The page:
April 26 (UPI) — A U.S. Air Force AC-130J Ghostrider gunship supported close air support training for the first time in a U.S.-Philippines training exercise, the Air Force said.
The aircraft, operated from Kadena Air Base, Okinawa, “provided lethal fire from its 30 mm and 105 mm cannons onto targets called in by a bilateral team” of U.S. and Philippine personnel on the ground during exercises in the Philippines, according to a Saturday U.S. Air Force statement on Facebook.
It added that the use of the AC-130J, a C-130J cargo plane modified for use as a gun platform, was a demonstration of “specialized airpower that the U.S. can leverage from forward-postured bases to support the security of its allies and partners.”
It was the first use of an AC-130J aircraft in Exercise Balikatan 21, the 36th annual training event between the United States and Philippines air forces. This year’s training at a military base in Tarlac province began on April 12 and concluded on April 23. The AC-130J also flew alongside Philippine fighter planes.
“This training shows a projection of power and displays the reach of the AC-130J,” said Capt. Aaron Boudreau, AC-130J liaison for the Balikatan and Ghostrider pilot for the USAF’s 73rd Special Operations Squadron.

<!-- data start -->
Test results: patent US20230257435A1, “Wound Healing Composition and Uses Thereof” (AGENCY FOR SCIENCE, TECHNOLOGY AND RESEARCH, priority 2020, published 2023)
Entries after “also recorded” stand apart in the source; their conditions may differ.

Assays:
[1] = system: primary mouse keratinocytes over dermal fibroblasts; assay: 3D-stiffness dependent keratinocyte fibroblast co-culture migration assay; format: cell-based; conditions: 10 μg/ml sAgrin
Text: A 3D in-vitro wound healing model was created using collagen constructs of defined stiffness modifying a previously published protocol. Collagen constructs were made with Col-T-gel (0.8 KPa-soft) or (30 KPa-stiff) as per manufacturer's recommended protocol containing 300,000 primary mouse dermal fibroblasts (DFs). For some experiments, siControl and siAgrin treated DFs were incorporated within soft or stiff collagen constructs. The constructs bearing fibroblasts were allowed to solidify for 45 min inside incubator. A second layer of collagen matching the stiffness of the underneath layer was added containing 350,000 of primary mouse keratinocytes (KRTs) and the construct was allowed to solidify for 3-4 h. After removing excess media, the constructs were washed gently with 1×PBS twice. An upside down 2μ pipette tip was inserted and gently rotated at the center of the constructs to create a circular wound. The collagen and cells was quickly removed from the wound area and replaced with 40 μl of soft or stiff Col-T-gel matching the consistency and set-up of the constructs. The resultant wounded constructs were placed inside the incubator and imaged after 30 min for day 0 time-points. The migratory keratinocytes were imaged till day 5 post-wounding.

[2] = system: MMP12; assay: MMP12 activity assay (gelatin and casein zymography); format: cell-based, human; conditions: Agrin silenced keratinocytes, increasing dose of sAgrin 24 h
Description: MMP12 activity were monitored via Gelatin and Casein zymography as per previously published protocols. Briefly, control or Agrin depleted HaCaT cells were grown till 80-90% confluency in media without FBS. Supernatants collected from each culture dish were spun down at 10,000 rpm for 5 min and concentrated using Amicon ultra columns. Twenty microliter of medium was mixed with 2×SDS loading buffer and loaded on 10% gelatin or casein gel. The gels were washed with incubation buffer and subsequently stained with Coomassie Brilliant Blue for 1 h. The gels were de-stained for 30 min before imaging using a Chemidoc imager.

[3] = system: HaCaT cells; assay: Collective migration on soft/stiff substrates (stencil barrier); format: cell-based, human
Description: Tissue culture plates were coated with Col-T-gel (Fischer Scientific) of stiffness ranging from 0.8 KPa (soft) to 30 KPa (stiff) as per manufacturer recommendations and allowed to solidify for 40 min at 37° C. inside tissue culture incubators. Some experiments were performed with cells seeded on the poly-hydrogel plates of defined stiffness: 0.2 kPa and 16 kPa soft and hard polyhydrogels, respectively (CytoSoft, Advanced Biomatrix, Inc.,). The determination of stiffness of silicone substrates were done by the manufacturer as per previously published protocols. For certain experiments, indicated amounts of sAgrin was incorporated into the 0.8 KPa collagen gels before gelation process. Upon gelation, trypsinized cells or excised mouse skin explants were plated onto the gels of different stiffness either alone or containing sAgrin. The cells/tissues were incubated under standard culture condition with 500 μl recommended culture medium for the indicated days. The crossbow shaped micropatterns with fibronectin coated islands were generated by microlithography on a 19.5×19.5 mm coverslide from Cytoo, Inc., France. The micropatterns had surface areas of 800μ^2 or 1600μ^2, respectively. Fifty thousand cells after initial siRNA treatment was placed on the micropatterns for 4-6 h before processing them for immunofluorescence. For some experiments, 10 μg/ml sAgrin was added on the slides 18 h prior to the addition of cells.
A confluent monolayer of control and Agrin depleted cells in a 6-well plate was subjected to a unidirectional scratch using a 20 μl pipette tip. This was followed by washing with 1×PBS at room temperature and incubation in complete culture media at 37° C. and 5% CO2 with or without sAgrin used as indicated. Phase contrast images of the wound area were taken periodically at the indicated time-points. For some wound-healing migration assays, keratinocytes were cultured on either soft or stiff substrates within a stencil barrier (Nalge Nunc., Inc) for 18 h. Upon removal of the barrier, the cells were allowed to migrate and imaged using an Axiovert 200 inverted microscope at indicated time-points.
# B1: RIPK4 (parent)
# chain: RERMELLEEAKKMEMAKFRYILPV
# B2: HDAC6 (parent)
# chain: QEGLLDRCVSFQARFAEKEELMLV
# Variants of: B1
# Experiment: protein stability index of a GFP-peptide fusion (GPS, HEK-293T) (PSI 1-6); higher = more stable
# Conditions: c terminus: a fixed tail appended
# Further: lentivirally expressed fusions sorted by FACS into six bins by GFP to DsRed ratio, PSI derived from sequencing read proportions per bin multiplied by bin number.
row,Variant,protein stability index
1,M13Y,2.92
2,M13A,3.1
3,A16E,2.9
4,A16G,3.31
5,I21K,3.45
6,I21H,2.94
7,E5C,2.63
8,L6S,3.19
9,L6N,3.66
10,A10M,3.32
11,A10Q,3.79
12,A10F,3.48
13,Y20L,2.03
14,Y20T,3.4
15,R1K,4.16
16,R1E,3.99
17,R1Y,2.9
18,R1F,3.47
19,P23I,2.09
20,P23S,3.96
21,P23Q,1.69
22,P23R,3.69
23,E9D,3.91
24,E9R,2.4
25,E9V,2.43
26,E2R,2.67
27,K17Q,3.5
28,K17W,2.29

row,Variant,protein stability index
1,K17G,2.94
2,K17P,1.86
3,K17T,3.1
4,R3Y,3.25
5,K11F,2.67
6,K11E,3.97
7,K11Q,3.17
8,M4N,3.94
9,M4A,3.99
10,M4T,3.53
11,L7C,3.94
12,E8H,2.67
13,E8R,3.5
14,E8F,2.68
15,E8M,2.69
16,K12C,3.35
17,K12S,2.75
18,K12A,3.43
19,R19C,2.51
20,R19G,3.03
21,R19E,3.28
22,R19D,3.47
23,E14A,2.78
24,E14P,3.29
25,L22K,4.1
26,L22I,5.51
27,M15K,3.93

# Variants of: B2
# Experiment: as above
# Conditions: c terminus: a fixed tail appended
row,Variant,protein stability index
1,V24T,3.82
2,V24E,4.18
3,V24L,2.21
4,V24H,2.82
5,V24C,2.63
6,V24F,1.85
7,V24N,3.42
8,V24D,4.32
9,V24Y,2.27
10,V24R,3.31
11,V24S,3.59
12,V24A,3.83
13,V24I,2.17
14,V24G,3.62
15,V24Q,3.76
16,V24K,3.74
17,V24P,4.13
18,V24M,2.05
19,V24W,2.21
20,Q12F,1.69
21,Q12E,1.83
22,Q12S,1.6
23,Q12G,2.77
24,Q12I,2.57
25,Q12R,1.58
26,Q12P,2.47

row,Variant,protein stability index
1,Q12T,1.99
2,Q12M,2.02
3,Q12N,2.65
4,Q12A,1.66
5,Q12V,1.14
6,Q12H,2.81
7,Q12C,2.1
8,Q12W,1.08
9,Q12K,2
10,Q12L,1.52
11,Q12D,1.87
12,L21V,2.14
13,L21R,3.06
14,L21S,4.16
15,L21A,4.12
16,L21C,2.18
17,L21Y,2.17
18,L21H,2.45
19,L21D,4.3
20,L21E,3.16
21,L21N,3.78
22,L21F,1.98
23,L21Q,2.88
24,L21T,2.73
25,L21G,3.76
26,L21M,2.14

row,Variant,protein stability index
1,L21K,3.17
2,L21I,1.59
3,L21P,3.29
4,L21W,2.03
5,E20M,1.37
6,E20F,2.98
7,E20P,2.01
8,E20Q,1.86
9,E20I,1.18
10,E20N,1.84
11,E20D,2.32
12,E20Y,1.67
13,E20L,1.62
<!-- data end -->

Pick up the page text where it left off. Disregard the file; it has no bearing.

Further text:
“This is the first time this asset has been in the Philippines, so it will give Philippine controllers the ability to train with American pilots and vice versa and shows that we can accomplish the mission together, as friends and allies,” Boudreau said.
Because of the COVID-19 pandemic, fewer exercises were planned, but 1,000 members of the Philippines’ and United States’ armed forces were involved this year.
Virtual events included a three-day Global Health Engagement, in which medical experts discussed the effect of the pandemic on military preparation.
“The main objective of the exchange is to provide an overview of the present pandemic situation from surveillance, on-scene response, testing and monitoring to patient treatment and modifications to patient movement,” U.S. Air Force Lt. Col. Cherielynne Gabriel said in a press release on April 16, ahead of the exercise.
“It aims to share best practices, enhance knowledge of participants and maintain relationships until we can practice medical interoperability in-person again when global health condition improves,” said Gabriel, U.S. Pacific Air Forces International health specialist.